Richard Michelson, an up-and-coming western Massachusetts gallerist, reacted with skepticism when one of his artists, Barry Moser, told him that he had received a call from an editor at Harcourt asking him if he wanted to illustrate a children’s book.
“A children’s book?” Michelson remembers asking, concerned that the artist’s credibility within the art world would be tainted by something so commercial. “Are you going to start painting cute little watercolor bunnies?” Michelson feared that the decision was “career suicide.”
Today, Michelson’s R. Michelson Galleries, a must-visit destination in Northampton, Mass., is among the largest sellers of children’s book art in the country — and the first gallery to show fine art and illustration art in the same space.
“I was dragged into this field,” Michelson remembers with a laugh. But on further examination, he realized that children’s book art was among the most under-appreciated work in the art world. When Moser entered the world of illustration art, he began introducing his illustrator friends to Michelson — and over time, Michelson’s gallery became a hub for top illustrators.
“I began looking at the books written and illustrated by my new friends, and I was introduced to a whole world I knew nothing about,” he wrote in an exhibition catalog. “The best of them were, I had to admit, the equal in both skill and vision to anything I had been reading or seeing in my favorite galleries and museums.”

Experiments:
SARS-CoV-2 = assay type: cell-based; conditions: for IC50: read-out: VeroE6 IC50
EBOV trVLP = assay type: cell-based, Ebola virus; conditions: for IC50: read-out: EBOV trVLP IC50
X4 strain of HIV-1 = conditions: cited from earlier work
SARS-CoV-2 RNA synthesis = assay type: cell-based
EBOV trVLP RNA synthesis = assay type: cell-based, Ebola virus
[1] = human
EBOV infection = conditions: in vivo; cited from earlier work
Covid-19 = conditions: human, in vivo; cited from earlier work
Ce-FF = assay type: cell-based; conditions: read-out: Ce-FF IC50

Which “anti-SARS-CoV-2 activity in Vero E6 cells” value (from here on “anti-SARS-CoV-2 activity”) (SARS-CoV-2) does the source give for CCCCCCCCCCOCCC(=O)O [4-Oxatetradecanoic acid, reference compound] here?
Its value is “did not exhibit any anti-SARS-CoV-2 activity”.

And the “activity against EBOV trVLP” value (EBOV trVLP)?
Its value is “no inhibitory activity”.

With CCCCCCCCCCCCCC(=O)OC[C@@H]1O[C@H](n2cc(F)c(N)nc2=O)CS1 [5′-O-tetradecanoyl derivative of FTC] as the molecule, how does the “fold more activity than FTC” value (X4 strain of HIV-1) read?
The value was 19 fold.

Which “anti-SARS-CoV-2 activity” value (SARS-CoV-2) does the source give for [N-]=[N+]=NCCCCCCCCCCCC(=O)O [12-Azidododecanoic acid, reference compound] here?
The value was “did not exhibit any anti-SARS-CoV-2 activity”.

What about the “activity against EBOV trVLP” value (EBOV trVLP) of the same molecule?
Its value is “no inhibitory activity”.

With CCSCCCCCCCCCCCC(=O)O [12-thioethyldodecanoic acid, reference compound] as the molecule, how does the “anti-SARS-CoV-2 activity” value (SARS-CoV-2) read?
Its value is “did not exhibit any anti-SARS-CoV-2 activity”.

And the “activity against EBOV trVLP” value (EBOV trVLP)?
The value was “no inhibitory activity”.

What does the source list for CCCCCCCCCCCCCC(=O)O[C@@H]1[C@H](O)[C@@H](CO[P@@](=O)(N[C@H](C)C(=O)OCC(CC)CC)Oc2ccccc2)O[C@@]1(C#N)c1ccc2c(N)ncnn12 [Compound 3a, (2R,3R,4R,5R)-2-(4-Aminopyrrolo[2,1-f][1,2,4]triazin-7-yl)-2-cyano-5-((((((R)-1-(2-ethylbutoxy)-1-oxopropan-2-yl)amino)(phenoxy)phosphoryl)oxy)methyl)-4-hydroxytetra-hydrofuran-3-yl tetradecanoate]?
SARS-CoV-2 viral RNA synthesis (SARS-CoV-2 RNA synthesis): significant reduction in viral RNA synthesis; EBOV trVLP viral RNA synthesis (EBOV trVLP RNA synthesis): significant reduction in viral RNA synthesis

The art establishment is beginning to catch on, too: Where once Michelson couldn’t get his phone calls returned, leading museums now regularly approach him to lend works for their exhibitions.
And while the market is booming and the prices of works by top artists in the field have been rising steadily, it’s a field that is within the reach of collectors in a way that fine art often isn’t. The prices required to acquire the work of recognizable illustrators are a tiny fraction of what you’d pay to acquire the work of recognizable fine artists.
The nostalgic appeal is also hard to beat. For example, Dallas-based Heritage Auction Galleries sold the original painting used for the cover of Nancy Drew #25: The Ghost of Blackwood Hall. The price was $3,883 — for a cover that has been reproduced more than a million times. In that same auction, an original ink and colored marker drawing of the Cat in the Hat, created by Dr. Seuss himself, sold for $1,434.
Michelson says that while the prices of a few top illustrators can stretch into the six figures.
An illustration Maurice Sendak created for a 1990 conference poster for the International Board on Books For Young People, which featured characters from “Where the Wild Things Are,” carried a pre-sale estimate of $400,000-$700,000 at Bonham’s. But, smaller works and sketches by the artist can still be had for less than $5,000. [Whether that will continue to be the case now that Sendak has died remains to be seen. – Editor]
And if you buy outside of the most prominent, best-established illustrators in the field, it is possible to collect original art used to illustrate children’s books produced by major illustrators with almost any budget.
Most artists’ work can be had starting in the low three digits, and the cover illustration for one of my favorite books from childhood, The Rookies, recently sold for a paltry $59 at Heritage Auction Galleries.
As an investment, children’s book illustrations have this going for them: Studies show that children who are read to frequently grow up to have, on average, greater financial success as adults. Those bedtime stories you read to your children and grandchildren will leave them with the desire to own this art — and the means to pay you high prices for it.
This exclusive excerpt of Warman’s Antiques & Collectibles 2013 Price Guide explores children’s book illustration art as a feasible category for investment collecting.
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